The consequences of poor hydration include low energy, dry skin, poor circulation, constipation, medication concerns, and other potentially serious health issues.  Keeping hydrated is one of the best things we can do for our health. Make it a daily goal to drink up!

If you are concerned about a loved one, read more about the causes and effects of dehydration.

Kim

 

Managing Caregiver Stress Part II: Resources and Solutions

Posted on: June 30th, 2014 by Kim McCreery No Comments

 

After two weeks of keeping a journal, you should now be able to identify your areas of caregiver stress and the accompanying feelings. Maybe you’ve recorded a long list of issues or maybe you’ve seen a pattern of a few recurring thoughts. Below are examples of common caregiver feelings and possible resources or solutions. A list of helpful links can be found at the bottom of this post.

  • I feel resentful because family members aren’t helping so I have to do EVERYTHING. Set up a family meeting. List all the tasks you do and specify the areas where you need help and/or ask family members to identify the areas where they can help. Prepared meals, financial contributions, financial management, respite care, laundry, resource identification…there are numerous ways to assist (see caregiver task list below). Set up a family Google calendar to keep people on track, in the loop, and accountable. If your family has trouble agreeing, hire a geriatric care manager who is experienced in eldercare management.
  • I feel sadness/guilt/anger about my loved one’s condition and my role as the caregiver. Counselors and support groups exist at many local organizations and are also available online. Share your feelings with others in the same boat. Vent, empathize, sympathize, and learn from each other. Get more information about your loved one’s condition to help you better cope.
  • I feel isolated and lonely, like I don’t have a life. Get respite care so you can do the things you like…attend church, participate in a hobby, get a haircut, take regular walks, and go on vacation. Again, it’s helpful to be specific in your request. For instance, perhaps you’d like to go to church followed by breakfast every Sunday. You’ll need respite care from 8-12 to do this. Can a family member provide care? Can you hire someone? Look into adult day care centers as well.
  • I feel helpless and hopeless because I don’t have family to support me. Area Agency on Aging is the place to start. They have a comprehensive list of local resources for everything from home modifications, meals on wheels, medicare/medicaid benefits, support groups, and more. Other options to consider include faith communities, volunteer organizations (some specialize in helping seniors), and home care agencies who can provide professional back-up care.

It’s essential to realize that in order to minimize caregiver stress, support is necessary. That means asking for and getting help. That means you shouldn’t do everything yourself. Make sure you remind yourself of this fact on a regular basis and believe it to be true.

“The healthy and strong individual is the one who asks for help when he needs it. Whether he’s got an abscess on his knee or in his soul.” -Rona Barrett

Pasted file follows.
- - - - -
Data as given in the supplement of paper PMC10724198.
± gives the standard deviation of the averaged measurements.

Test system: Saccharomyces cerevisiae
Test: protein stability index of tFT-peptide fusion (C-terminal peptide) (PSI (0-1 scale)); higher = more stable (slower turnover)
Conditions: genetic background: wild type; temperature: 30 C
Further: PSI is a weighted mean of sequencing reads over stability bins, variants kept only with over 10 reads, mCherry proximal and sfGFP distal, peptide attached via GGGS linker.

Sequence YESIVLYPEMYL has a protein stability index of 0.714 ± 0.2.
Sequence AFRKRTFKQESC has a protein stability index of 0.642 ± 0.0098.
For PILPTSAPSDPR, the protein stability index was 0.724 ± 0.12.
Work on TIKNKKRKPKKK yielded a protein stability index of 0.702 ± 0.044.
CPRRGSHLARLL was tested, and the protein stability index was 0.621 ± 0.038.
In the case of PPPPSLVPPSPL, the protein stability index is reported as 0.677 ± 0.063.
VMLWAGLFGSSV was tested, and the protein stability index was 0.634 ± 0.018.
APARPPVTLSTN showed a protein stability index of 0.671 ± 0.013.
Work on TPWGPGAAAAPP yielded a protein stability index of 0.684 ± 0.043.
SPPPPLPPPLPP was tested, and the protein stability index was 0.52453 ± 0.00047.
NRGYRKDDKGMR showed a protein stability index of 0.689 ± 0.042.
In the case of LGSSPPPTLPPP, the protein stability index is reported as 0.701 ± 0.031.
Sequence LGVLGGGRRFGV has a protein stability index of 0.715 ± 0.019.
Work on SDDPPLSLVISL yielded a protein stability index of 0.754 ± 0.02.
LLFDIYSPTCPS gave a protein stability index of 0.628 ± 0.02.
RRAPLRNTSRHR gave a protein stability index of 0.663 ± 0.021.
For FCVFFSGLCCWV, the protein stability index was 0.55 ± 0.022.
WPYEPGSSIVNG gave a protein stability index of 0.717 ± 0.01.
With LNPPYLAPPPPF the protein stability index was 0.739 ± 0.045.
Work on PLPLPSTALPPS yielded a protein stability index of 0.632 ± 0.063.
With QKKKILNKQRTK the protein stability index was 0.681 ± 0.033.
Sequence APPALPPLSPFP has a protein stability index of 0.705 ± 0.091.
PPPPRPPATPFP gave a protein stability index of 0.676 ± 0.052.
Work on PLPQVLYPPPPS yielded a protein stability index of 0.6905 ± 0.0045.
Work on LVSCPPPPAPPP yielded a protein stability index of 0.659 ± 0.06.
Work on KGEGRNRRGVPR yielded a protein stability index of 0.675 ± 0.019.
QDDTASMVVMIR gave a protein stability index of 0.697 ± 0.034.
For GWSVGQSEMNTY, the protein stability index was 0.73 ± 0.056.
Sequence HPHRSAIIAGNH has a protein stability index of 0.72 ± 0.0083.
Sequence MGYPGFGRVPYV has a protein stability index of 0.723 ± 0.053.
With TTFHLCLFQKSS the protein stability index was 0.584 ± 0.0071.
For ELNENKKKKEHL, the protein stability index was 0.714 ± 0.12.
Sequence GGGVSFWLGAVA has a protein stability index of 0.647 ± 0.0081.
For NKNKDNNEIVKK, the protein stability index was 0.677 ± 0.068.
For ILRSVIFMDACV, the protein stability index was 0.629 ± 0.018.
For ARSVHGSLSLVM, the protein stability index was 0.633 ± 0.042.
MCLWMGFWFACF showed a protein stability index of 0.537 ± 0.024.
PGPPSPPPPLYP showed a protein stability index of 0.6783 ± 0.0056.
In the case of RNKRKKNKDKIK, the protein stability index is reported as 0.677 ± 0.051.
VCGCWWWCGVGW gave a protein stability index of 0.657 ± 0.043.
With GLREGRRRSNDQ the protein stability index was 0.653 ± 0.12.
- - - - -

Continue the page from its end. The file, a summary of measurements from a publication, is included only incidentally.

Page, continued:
Caregiver Task List
Shopping and errands
Meal preparation
Transport and advocate role at medical appointments
Laundry and linen changing
Companionship including walks, games, and other activities
Personal care
Housecleaning
Yard work
Bathing and grooming

Helpful Links

Kim

 

 

 

Managing Caregiver Stress Part 1: Identifying Triggers

Posted on: June 12th, 2014 by Kim McCreery No Comments

Are you a family caregiver struggling with stress?

Studies show family caregivers are under a tremendous amount of stress. Many are providing care for a relative for years on end, often with little or no help. Commonly reported feelings and conditions associated with the stress of caring for another include:

  • Depression and anxiety
  • Feelings of isolation, boredom, anger, resentment, guilt, and hopelessness
  • Feeling overwhelmed by responsibilities
  • Poor nutrition, lack of exercise and self-care
  • Sleep deprivation and fatigue due to constant nighttime interruption
  • Low energy and motivation
  • Physical aliments

Identifying Triggers

If you are a caregiver, keeping a journal is a first step to identifying your individual stress triggers and patterns related to caregiving. Once the triggers have been highlighted, you can then apply targeted solutions.
Consider the following questions on a daily basis and write down your answers in a notebook for two weeks.

  • What are my biggest causes of stress related to my caregiving tasks today?
  • How do they make me feel?
  • How do I respond, emotionally, verbally, and physically?
  • Do I take steps to make myself feel better and help alleviate my stress?
  • If yes, what are those steps and how do they provide relief?
  • If no, what do I do instead?

Journaling in this fashion provides self-awareness and can help caregivers face their feelings and stress triggers head on. As you keep track of your days, you should start to detect patterns of behavior. Document these patterns as well.

This exercise is a big first step in the direction of finding solutions to help manage and alleviate your caregiver stress. Often this is the hardest step as guilt can prevent caregivers from even acknowledging they are struggling.

Our next blog post focuses on resources and steps to finding solutions. Stay tuned!

Kim